You’ve probably tried out the database reports that are available in the Performance Dashboard, and decided how useful they are, but did you know that you can create your own dashboard reports?
SQL Server Management Studio (SSMS) was modified in SQL Server 2005 SP2 to display rendered Reporting Services reports (RDL files) without requiring that Reporting Services be installed. You can now use your Reporting Services reports, or build new reports, to extend the reporting capabilities within SSMS. This modification was done primarily to allow performance reporting on the server to be accessible from within SSMS, and Microsoft supplies a special set of Report Definition Language (RDL) files known as the “Performance Dashboard”. This set of RDL files can be used to monitor and pin point performance problems within your server, and can be used and modified in Reporting Services as well. You can even create your own reports and access them by right-clicking on the object you wish to investigate in the object browser pane
The Performance Dashboard
The Performance Dashboard is a series of Reporting Services RDL files that allow you to obtain SQL Server 2005 performance information. The dashboard allows you to start looking at performance information starting from the 100,000 foot level and then drilling down until you get to ground level. At the lowest level the dash board will identify the specific queries that are causing performance issues within your SQL Server instance, such as those consuming the most CPU, taking the longest time, most I/O’s, and most CLR Time. It will report on missing indexes, blocking, latch contention and other performance issues;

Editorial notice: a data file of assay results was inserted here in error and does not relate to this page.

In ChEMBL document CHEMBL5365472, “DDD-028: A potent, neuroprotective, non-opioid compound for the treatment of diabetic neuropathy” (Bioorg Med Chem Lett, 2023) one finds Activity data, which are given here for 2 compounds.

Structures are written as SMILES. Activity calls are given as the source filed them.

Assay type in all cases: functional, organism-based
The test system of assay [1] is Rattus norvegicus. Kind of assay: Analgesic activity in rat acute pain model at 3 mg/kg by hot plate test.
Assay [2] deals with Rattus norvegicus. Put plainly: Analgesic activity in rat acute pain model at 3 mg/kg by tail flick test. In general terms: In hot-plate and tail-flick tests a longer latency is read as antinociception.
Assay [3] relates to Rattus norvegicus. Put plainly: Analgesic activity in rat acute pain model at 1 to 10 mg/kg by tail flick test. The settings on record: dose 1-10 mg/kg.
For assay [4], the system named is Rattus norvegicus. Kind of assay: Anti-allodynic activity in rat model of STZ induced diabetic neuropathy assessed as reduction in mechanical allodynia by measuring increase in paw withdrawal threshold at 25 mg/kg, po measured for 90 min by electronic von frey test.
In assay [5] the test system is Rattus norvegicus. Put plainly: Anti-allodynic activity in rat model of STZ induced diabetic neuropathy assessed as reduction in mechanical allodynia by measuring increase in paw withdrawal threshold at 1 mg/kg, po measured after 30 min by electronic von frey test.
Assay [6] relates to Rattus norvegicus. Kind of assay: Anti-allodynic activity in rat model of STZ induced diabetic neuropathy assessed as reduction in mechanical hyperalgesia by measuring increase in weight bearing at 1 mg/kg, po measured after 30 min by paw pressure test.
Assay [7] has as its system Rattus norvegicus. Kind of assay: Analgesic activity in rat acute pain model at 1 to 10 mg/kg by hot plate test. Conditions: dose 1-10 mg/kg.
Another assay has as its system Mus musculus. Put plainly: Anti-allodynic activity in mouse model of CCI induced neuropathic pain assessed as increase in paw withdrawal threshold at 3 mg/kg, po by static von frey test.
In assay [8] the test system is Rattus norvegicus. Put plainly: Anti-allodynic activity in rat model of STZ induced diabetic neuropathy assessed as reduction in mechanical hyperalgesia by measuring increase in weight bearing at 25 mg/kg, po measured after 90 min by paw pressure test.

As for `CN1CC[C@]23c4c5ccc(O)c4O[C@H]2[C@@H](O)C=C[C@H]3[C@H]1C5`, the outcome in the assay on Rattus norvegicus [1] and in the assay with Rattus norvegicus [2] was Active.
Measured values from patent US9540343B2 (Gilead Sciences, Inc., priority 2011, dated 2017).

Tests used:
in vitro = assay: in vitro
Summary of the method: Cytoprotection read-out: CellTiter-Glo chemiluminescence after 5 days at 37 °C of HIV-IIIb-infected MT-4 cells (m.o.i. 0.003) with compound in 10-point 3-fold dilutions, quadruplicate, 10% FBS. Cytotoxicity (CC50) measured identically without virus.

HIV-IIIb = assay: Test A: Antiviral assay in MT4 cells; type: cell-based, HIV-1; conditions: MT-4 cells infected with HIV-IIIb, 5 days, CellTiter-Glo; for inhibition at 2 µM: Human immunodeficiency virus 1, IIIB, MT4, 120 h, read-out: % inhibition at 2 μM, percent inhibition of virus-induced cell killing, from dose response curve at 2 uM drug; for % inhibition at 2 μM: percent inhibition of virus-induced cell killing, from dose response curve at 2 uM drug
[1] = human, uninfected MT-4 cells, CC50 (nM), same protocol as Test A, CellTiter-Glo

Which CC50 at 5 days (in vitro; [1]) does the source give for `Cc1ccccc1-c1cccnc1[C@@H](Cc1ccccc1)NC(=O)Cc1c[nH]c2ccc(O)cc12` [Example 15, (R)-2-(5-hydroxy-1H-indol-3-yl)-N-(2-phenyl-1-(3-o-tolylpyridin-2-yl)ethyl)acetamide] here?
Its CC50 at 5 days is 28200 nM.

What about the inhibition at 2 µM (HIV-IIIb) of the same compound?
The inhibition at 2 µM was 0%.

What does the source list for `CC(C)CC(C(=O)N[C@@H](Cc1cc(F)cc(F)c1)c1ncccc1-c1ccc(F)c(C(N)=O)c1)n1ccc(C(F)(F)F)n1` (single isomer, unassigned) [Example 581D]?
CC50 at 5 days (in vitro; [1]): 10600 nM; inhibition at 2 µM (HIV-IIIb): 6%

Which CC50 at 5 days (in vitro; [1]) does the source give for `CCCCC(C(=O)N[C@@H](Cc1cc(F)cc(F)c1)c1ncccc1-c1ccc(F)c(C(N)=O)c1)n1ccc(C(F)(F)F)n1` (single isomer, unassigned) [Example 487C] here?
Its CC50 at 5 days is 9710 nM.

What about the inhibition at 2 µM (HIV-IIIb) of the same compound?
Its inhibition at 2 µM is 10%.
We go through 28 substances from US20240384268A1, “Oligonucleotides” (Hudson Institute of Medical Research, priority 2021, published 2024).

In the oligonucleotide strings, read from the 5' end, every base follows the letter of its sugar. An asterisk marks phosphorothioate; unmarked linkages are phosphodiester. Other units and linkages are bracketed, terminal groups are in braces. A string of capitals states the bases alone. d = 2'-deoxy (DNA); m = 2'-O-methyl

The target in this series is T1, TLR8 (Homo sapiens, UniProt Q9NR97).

The Performance Dashboard is available as a downloadable msi file from Microsoft. You can obtain the msi download file here:
Installing the Performance Dashboard
The first step to install the Performance Dashboard is to install the msi file you downloaded from the link above. The installation process is similar to most msi installs. As you are going through the msi installation you may want to pause when you get to the “Feature Selection” panel of the installation. Here you will be given the opportunity to identify the “Installation Path” for the RDL files. The Installation path defaults to “C:\Program Files\Microsoft SQL Server\90\Tools\PerformanceDashboard\”. You can install the files associated with the dashboard anywhere, but you might want to consider a couple of things before you select a location.
If you have a number of SQL Server machines, and a number of people that will want to use the Performance Dashboard then you might as well identify a network Installation path that is accessible by everyone that will be running the dashboard dashboard RDL files which might someday include your own custom reports.
Once the msi installation completes, you will need to run the “Setup.sql” script that can be found in the installation directory you identified in step 1. The “Setup.sql” file is just a TSQL script that will installs a number of objects (functions and strored procedures) in the msdb database. The objects installed will be used to gather database performance information to help populate the different Performance Dashboard RDL reports. You will need to run the “Setup.sql” script on every instance that you want Performance Dashboard information from.
The SQL Server instance being monitored must be running SP2 or later. After completing the installation, you must:
Run the Setup.sql file on each instance of SQL Server 2005 that you wish to monitor with the SQL Server 2005 Performance Dashboard Reports. Open the performance_dashboard_main.rdl file with the Custom Reports functionality new to Management Studio in Service Pack 2.
Quick Preview of Using the Performance Dashboard